I read Network Maintenance and Troubleshooting Guide book and in paragraph where Ethernet frame preamble is explained, it says that except for 100BASE-T4, faster versions of Ethernet are synchronous. Is it possible to keep both data and synchronization signal on the same signal path?

  • Did any answer help you? If so, you should accept the answer so that the question doesn't keep popping up forever, looking for an answer. Alternatively, you can provide your own answer and accept it. – Ron Maupin Aug 7 '17 at 14:00

The preamble is simply a series of 1s and 0s that signal the start of a packet. At the end of the preamble is a sfd (start frame delimiter) that signals the actual start of the Ethernet frame. The very next byte is the beginning of the destination MAC address. So yes the synchronization bits (preamble) are on the same signal path.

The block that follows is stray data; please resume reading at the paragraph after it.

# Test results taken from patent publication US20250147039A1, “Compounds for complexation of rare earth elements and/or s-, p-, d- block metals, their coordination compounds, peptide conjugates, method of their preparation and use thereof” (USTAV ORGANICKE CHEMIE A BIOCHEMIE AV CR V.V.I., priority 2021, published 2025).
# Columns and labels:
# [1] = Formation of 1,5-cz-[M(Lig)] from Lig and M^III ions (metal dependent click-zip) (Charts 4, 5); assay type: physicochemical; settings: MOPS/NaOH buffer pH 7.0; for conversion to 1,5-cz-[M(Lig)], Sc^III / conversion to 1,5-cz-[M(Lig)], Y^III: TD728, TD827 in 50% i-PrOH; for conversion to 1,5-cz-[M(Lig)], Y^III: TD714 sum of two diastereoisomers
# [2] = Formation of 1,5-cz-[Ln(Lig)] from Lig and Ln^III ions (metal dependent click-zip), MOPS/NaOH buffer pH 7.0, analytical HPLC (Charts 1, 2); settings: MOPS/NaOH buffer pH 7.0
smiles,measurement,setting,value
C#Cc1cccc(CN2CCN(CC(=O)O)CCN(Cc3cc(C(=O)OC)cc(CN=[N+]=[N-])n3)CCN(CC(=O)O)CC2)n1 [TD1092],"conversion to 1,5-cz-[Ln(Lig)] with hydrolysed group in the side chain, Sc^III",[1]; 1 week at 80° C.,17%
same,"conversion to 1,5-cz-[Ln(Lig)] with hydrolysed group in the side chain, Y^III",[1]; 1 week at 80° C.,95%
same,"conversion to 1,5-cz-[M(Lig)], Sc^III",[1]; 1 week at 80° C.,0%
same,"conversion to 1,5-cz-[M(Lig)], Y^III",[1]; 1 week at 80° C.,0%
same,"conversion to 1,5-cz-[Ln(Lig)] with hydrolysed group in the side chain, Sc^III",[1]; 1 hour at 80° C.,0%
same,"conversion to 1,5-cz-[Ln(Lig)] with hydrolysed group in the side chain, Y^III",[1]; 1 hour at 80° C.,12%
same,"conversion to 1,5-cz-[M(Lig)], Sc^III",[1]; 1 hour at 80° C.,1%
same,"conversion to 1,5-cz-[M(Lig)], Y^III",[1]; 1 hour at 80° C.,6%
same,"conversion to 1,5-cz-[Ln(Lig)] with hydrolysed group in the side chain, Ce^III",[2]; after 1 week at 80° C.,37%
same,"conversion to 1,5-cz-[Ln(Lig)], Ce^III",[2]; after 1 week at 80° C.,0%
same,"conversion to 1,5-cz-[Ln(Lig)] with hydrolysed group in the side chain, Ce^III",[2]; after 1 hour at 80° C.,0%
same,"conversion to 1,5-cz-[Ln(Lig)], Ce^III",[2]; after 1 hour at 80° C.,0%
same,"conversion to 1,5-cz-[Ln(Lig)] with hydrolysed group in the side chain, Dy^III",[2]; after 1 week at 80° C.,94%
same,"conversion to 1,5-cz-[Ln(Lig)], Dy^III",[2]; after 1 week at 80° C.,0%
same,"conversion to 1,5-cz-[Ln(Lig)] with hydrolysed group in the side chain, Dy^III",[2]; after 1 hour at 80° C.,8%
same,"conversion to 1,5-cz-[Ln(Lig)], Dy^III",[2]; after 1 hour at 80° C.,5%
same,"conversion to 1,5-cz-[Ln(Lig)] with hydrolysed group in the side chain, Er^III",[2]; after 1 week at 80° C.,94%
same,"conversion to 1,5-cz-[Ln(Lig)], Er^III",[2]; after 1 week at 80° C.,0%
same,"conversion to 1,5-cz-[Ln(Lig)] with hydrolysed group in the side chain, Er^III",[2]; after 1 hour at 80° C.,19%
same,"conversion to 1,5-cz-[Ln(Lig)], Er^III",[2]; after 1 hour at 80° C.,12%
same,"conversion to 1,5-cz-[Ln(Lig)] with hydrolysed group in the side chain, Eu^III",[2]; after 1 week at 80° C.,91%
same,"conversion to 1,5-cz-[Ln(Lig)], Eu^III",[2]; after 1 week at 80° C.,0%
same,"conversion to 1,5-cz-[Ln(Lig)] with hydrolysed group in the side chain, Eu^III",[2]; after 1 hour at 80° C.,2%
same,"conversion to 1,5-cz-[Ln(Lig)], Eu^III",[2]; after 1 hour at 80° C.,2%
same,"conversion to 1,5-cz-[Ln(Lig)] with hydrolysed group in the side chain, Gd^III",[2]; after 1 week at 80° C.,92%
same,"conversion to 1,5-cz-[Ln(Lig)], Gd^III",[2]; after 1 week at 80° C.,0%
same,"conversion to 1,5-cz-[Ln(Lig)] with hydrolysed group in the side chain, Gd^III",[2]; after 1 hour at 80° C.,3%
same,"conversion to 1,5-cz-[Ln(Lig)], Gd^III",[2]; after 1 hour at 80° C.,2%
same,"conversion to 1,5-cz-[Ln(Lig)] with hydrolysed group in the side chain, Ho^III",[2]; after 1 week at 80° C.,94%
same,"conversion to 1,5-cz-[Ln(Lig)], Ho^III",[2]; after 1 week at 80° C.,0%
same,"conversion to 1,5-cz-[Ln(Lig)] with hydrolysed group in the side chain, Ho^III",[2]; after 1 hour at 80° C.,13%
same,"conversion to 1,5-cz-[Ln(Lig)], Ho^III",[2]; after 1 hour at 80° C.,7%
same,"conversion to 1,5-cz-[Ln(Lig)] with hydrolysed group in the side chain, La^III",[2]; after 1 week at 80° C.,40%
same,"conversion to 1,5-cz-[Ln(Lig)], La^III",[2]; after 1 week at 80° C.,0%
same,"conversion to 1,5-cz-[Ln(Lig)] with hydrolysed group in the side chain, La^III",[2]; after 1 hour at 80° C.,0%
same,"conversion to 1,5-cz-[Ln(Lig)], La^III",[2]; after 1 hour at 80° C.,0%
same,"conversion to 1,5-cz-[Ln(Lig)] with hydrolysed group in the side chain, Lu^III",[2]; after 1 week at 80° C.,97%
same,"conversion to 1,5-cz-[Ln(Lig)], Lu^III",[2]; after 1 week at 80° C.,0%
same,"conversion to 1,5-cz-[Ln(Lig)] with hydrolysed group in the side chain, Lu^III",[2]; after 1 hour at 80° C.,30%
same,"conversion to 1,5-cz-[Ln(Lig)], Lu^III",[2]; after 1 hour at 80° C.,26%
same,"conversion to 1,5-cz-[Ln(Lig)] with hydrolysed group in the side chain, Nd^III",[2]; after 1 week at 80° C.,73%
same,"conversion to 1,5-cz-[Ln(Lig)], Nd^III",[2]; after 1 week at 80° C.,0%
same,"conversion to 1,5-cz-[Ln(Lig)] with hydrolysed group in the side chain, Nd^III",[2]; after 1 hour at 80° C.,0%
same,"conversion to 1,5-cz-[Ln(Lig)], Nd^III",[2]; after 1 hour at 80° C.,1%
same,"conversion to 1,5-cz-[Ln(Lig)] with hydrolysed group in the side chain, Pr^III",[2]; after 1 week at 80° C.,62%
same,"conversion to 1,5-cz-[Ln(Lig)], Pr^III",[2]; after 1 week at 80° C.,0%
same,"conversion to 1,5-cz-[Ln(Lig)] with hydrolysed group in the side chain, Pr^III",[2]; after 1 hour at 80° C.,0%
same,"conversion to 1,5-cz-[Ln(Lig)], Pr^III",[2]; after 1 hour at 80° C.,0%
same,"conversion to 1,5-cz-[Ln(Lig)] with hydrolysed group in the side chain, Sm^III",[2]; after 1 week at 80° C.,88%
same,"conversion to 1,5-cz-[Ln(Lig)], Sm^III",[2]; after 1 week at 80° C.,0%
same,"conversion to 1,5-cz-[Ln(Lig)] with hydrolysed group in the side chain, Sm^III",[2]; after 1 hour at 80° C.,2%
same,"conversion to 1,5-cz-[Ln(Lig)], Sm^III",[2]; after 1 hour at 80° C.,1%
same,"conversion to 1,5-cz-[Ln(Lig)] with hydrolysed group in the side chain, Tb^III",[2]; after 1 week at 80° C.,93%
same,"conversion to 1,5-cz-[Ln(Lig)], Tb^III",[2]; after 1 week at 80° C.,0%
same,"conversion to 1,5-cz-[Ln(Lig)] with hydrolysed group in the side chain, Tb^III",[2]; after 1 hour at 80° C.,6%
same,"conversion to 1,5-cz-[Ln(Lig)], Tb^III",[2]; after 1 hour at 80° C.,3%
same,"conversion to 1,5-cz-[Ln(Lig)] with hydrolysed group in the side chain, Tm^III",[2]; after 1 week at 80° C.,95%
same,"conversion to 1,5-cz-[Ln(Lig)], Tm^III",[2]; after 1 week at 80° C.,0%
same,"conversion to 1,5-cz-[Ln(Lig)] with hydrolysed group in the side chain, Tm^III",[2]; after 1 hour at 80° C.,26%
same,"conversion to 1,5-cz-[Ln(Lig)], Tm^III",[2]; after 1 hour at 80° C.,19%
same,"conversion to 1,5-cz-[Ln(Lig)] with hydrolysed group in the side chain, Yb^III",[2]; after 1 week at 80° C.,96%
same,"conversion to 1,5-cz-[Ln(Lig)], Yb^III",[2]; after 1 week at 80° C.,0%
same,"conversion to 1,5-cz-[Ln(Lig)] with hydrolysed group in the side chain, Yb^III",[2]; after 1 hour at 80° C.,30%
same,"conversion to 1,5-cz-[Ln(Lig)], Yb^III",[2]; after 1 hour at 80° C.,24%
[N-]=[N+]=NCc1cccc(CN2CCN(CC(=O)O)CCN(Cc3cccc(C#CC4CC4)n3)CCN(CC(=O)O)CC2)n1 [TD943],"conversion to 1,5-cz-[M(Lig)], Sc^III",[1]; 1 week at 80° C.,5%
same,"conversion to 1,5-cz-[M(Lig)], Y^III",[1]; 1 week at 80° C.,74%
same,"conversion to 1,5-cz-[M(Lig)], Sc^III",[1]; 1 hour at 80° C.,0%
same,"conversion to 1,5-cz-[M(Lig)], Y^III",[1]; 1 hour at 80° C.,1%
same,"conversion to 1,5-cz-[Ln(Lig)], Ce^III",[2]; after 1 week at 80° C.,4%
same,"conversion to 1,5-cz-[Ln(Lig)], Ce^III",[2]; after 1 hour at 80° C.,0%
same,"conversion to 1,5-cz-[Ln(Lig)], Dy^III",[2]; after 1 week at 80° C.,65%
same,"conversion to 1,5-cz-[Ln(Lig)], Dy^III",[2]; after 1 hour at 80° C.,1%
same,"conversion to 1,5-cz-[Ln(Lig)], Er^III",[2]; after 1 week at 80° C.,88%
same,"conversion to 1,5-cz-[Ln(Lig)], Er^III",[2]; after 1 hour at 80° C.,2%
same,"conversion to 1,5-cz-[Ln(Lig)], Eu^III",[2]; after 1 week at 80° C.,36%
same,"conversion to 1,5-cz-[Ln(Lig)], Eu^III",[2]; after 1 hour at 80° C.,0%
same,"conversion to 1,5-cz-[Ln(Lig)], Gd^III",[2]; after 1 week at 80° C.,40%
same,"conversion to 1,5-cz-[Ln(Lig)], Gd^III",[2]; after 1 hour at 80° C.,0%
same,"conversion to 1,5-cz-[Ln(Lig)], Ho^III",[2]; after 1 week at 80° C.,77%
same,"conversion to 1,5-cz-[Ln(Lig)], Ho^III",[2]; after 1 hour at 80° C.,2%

• As far as I know, Fast Ethernet and Gigabit Ethernet do not use preamble. – Martin Aug 12 '15 at 18:33
  • I realize that Wikipedia isn't the definitive answer on all matters but the Ethernet_Frame page states that the GigE preamble is"0x55 0x55 0x55 0x55 0x55 0x55 0x55 0xD5". – stephen muth Aug 13 '15 at 15:54
  • For 10Mbps versions of Ethernet, which are asynchronous, each receiving station uses the eight octets of timing information to synchronize its receive circuit to the incoming data, but discards it. 100Mbps and higher speed implementations of Ethernet are synchronous, so the timing information is not actually required at all. It is there for compatibility reasons. – Martin Aug 13 '15 at 20:05

Your Answer

By clicking “Post Your Answer”, you agree to our terms of service, privacy policy and cookie policy

Not the answer you're looking for? Browse other questions tagged or ask your own question.